Officials in Colorado are pausing their efforts to open marijuana clubs in the state, arguing pushing expanded pot laws could draw the ire of Attorney General Jeff Sessions.
Lawmakers in the state were advancing bipartisan legislation that would allow social pot use at private, state licensed marijuana clubs, however, support evaporated due to current uncertainty over federal marijuana policy. Democrat Gov. John Hickenlooper implored lawmakers to kill the legislation in fears it could provoke federal raids under the direction of the Department of Justice, reports ABC News.
Sessions is provoking anxieties within the industry with his harsh rhetoric on marijuana, claiming in February, “there’s more violence around marijuana than one would think, and there’s big money involved.” Lawmakers in the state removed the pot club provisions from the bill Thursday, watering the legislation down to minor regulatory changes in the legal structure of the marijuana industry.
“Given the uncertainty in Washington, this is not the time to be trying to carve off new turf and expand markets and make dramatic statements about marijuana,” Hickenlooper told The Denver Post in March.
Sessions, a stanch opponent of legalization, is currently reviewing the Cole Memorandum, a set of guidelines established in 2013 that direct DOJ to focus marijuana enforcement efforts on violent crimes and distribution in states without legalization laws. Representatives for the Trump administration previously made a distinction between medical and recreational marijuana, signaling a crackdown would focus on the latter.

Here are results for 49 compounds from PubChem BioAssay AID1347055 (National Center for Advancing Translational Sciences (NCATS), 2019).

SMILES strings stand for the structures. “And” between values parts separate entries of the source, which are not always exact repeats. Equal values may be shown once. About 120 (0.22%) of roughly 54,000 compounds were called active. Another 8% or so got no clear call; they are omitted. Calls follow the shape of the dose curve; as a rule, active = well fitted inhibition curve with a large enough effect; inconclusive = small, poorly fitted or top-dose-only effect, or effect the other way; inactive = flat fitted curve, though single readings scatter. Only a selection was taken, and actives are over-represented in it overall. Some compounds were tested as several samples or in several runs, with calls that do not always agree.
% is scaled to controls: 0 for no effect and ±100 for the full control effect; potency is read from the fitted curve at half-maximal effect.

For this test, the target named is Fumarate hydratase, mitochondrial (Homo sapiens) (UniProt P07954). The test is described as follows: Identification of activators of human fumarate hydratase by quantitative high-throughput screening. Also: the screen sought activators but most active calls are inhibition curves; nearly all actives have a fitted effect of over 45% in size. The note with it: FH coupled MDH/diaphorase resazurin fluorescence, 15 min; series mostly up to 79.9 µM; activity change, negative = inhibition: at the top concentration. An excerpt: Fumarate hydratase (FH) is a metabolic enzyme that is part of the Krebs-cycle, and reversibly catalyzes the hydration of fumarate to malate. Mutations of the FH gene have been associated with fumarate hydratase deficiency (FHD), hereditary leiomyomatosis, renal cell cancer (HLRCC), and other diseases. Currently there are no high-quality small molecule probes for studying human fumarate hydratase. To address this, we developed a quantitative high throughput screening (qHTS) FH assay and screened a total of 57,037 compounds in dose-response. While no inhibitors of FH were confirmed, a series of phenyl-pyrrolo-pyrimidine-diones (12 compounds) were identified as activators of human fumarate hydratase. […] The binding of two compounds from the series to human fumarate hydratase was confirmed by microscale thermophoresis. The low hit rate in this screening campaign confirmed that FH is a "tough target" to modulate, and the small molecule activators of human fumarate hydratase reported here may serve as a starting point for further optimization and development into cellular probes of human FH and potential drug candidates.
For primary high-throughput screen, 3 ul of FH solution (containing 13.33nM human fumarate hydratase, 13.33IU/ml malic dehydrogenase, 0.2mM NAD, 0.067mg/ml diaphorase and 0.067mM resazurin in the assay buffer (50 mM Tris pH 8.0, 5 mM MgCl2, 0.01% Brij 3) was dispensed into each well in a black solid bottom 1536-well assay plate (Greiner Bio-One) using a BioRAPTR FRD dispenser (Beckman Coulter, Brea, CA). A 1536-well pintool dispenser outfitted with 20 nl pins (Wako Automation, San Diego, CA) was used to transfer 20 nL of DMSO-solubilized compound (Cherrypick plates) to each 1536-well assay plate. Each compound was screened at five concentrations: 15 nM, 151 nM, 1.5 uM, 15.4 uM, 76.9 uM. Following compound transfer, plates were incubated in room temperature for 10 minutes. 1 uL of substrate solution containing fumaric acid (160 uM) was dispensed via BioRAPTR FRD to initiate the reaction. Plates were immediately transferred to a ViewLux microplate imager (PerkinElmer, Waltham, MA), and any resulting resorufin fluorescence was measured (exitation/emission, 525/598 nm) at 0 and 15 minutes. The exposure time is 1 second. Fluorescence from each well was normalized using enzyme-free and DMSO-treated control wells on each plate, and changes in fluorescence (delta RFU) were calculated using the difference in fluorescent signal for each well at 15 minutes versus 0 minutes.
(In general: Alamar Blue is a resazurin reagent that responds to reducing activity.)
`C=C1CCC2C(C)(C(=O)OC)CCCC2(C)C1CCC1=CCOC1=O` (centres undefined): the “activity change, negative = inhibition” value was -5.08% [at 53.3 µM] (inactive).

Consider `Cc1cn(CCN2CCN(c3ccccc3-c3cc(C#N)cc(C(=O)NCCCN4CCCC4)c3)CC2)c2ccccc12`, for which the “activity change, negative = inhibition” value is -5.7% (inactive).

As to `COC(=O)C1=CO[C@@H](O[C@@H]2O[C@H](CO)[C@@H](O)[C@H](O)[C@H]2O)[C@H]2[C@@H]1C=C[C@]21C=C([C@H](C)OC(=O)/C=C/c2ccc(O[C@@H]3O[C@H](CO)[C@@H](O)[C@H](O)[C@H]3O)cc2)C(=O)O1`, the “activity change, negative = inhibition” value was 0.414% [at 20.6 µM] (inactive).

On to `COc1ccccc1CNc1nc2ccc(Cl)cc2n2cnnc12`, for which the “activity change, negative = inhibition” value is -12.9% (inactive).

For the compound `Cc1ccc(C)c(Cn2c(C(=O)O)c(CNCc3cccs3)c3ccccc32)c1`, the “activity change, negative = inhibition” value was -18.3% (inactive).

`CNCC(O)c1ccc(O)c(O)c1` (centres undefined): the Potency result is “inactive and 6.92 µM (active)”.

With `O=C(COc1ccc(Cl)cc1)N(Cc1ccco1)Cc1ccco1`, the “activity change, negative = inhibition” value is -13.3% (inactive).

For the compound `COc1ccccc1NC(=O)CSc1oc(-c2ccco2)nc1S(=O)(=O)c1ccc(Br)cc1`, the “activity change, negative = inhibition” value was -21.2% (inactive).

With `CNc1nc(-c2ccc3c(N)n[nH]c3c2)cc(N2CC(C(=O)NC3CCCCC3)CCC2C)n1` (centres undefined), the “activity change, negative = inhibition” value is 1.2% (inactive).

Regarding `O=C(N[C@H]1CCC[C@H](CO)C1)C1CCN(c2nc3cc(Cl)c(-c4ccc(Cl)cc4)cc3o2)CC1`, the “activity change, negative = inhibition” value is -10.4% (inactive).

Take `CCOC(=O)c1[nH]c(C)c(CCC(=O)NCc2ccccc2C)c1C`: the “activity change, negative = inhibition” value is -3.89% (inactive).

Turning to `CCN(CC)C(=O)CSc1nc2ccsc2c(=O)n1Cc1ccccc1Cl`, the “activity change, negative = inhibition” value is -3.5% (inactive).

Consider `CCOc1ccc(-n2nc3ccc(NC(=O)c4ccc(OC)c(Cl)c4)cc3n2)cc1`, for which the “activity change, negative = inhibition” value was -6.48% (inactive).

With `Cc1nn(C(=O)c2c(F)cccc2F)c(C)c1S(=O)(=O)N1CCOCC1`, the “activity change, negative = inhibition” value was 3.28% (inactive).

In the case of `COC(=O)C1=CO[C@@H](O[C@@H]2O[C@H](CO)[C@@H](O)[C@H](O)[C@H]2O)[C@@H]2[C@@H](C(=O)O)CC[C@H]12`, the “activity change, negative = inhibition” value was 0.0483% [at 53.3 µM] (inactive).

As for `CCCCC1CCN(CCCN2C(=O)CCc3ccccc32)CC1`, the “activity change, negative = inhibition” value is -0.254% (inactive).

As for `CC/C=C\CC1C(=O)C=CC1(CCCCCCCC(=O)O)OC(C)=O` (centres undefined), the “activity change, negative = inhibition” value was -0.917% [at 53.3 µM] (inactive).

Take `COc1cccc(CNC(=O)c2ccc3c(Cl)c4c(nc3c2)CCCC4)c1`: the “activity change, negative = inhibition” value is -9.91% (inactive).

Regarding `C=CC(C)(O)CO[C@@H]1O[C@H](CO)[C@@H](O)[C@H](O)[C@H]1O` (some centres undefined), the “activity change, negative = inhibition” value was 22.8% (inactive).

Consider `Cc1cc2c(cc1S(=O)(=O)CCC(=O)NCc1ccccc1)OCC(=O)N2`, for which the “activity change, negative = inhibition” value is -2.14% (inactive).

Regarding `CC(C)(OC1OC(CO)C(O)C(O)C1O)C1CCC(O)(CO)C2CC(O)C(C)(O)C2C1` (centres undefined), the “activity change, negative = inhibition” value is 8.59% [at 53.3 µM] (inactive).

Some lawmakers in the state, including a Republican, expressed frustration over the state caving to the pressure.
“It only makes sense to allow people to have a place to where they can (smoke marijuana) where it’s controlled and confined,” Republican Sen. Tim Neville said Thursday, according to ABC News. “We have legalized marijuana. Where do we want people to use it if not at home? On the street?”
It is unclear how aggressive the administration will ultimately be on the issue, but officials in states with legal weed want to ensure their voter-approved laws are protected.
Legislation dubbed, “the Sessions safeguard,” passed the Colorado state Senate Wednesday. If federal law becomes adversarial toward recreational marijuana laws, the bill allows for a one-time legal reclassification of pot from recreational to medical, in order to prevent federal seizures in Colorado-based marijuana dispensaries.
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